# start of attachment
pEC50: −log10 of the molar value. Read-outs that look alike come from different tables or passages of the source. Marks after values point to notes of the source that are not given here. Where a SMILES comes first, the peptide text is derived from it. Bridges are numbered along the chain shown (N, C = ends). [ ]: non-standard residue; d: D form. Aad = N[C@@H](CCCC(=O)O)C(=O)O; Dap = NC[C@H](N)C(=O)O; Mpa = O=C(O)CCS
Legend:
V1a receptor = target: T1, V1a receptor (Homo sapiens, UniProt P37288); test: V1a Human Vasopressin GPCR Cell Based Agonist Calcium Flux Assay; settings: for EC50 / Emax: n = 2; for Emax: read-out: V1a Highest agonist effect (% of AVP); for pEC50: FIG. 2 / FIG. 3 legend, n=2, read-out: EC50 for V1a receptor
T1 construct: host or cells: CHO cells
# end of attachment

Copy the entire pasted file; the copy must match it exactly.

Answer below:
pEC50: −log10 of the molar value. Read-outs that look alike come from different tables or passages of the source. Marks after values point to notes of the source that are not given here. Where a SMILES comes first, the peptide text is derived from it. Bridges are numbered along the chain shown (N, C = ends). [ ]: non-standard residue; d: D form. Aad = N[C@@H](CCCC(=O)O)C(=O)O; Dap = NC[C@H](N)C(=O)O; Mpa = O=C(O)CCS
Legend:
V1a receptor = target: T1, V1a receptor (Homo sapiens, UniProt P37288); test: V1a Human Vasopressin GPCR Cell Based Agonist Calcium Flux Assay; settings: for EC50 / Emax: n = 2; for Emax: read-out: V1a Highest agonist effect (% of AVP); for pEC50: FIG. 2 / FIG. 3 legend, n=2, read-out: EC50 for V1a receptor
T1 construct: host or cells: CHO cells